Causes And Symptoms Of Kidney Blockage
Kidney blockage is of two types, one being the blocking of the flow of urine into the bladder, most often caused by kidney stones, though a condition such as an enlarged prostate can also cause a blockage. The second type is the blockage of the flow of blood through one of the arteries supplying the kidneys.
In cases where a kidney blockage is only partial, there may not be any noticeable symptoms at all, and when such a partial blockage does occur, a doctor may adopt a wait and see attitude, as such blockages often go away of their own accord.
When kidney blockage is severe or total, the symptoms are apt to be severe as well, whether it is the blood supply or urine flow that is being blocked. Total kidney blockage is a serious matter, and immediate medical attention is almost always required, not just to relieve the symptoms, but to save the kidney from possibly irreparable damage. If the blood supply is shut of from a kidney, symptoms will be felt immediately, which is a good thing, as permanent damage to the kidney will likely occur if the blockage lasts for more than an hour.
Flank Pain Is A Primary Symptom - When kidney blockage is accompanied by swelling (edema), flank pain is the usual symptom, although a general feeling of discomfort, malaise, or nausea may also be present. Flank pain is a pain in the side or in the lower back, on the side of the affected kidney, and is caused by pressure on the renal capsule, the kidney's outer covering when the kidney swells. Flank pain is often a strong indication that a kidney stone, large enough to cause blockage, is present, although kidney infections can also cause swelling and pain. If there is a blockage of blood flow, even a partial blockage, in one of the arteries supplying a kidney, flank pain may also be experienced.
Another symptoms of kidney blockage, be it blockage of urine flow or of the blood supply, is blood in the urine. There can be other causes of blood in the urine as well, but if blockage is the cause, there will most likely be pain experienced as well.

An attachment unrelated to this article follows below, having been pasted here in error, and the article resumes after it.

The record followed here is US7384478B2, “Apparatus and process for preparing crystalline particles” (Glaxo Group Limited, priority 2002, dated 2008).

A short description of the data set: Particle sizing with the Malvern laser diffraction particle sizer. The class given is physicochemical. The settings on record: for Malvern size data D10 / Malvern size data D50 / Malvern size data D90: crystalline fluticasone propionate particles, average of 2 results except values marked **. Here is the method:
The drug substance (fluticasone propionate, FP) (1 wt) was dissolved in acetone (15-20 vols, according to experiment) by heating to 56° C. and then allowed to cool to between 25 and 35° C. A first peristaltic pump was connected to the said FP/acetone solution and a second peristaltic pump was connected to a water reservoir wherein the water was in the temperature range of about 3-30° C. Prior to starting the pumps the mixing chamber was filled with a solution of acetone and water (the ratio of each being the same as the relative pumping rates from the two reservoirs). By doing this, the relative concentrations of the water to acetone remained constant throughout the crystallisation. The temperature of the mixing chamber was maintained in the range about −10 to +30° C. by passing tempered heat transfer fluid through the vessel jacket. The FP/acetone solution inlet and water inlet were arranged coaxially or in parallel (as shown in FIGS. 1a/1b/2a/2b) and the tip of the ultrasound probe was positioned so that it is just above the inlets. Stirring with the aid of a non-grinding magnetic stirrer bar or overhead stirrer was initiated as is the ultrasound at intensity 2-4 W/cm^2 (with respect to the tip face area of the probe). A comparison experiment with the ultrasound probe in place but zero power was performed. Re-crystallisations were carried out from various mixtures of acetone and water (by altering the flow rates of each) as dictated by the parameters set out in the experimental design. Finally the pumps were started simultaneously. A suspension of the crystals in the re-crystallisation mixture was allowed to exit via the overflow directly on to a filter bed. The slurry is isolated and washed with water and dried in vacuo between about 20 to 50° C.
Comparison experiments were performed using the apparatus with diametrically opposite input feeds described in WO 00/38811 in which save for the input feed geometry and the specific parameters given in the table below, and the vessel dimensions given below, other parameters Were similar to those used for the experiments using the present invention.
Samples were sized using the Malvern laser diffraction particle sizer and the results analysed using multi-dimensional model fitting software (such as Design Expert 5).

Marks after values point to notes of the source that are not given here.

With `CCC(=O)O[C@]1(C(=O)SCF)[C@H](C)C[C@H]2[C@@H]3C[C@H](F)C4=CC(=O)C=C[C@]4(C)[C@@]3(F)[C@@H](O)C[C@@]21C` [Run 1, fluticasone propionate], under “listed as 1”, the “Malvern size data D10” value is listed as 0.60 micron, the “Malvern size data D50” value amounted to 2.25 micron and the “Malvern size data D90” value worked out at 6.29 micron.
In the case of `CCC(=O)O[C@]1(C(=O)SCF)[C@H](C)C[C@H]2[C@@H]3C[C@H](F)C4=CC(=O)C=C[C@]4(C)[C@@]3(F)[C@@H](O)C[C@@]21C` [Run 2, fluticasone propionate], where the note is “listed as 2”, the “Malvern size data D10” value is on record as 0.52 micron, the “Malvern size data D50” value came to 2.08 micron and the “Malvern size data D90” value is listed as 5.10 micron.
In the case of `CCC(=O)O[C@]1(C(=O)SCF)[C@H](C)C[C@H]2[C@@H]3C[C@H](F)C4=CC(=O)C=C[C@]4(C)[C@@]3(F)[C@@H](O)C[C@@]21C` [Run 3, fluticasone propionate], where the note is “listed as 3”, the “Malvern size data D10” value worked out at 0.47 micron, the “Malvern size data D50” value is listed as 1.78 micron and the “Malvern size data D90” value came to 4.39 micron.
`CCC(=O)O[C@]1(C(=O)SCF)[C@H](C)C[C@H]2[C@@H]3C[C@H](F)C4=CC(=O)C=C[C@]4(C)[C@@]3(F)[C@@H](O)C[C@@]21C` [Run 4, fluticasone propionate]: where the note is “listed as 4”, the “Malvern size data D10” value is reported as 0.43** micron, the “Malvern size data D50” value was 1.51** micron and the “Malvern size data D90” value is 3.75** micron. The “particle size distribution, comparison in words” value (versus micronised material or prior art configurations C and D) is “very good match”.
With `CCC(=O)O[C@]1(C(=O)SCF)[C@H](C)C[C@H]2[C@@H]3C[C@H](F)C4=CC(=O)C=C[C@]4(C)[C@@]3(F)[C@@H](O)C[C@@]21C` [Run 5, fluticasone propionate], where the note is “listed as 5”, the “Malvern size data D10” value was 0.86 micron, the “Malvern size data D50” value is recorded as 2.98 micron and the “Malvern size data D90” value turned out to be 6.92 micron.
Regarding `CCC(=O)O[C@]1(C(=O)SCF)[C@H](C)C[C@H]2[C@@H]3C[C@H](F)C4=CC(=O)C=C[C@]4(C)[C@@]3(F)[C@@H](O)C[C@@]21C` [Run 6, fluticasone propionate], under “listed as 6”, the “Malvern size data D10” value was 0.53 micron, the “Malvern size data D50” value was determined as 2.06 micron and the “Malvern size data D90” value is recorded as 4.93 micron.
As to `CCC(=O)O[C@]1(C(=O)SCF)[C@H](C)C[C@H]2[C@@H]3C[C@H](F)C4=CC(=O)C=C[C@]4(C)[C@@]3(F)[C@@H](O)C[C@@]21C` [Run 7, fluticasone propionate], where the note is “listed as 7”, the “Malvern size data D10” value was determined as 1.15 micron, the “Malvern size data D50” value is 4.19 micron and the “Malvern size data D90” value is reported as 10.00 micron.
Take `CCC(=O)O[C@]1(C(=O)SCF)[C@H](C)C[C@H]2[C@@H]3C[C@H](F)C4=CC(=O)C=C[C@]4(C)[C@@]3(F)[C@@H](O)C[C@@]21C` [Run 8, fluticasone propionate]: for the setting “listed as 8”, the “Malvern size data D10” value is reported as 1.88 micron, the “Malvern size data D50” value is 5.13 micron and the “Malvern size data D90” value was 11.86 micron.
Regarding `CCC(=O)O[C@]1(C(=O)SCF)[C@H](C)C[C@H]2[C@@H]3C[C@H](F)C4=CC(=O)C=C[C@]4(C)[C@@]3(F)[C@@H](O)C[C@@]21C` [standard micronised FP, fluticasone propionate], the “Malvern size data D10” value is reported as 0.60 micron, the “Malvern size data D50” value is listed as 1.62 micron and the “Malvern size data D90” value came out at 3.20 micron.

Vascular Disease Is A Cause - One of the principal causes of blockage of a kidney artery is peripheral vascular disease (PVD). PVD most commonly affects the large arteries in the arms or legs, but at times will affect the arteries supplying the kidneys as well. If kidney blockage is detected before it progresses too far, it can usually be treated with medication. Gross obesity can contribute to the problem, and those with diabetes sometimes will experience kidney blockage issues. When medication is deemed insufficient to treat the problem, surgery will usually be necessary to unblock the arteries. There are steps one who is susceptible to blockage problems can take to prevent such occurrences, steps which a doctor can usually provide useful information about.
For Most, An Uncommon Condition - One of the more troubling aspects of kidney blockage is that symptoms often do not manifest themselves until the problem becomes quite advanced or severe. Routine blood and urine tests, when done as part of an annual physical checkup, or done in the course of treatment for a systemic disease or disorder, will often indicate if a partial blockage is present, though imaging techniques usually must be relied upon to confirm a diagnosis that a blockage of some sort has occurred. Most people, unless they are significantly overweight, or heavy users of tobacco, are not prone to kidney blockage, a condition that for most of us can be regarded as rather uncommon.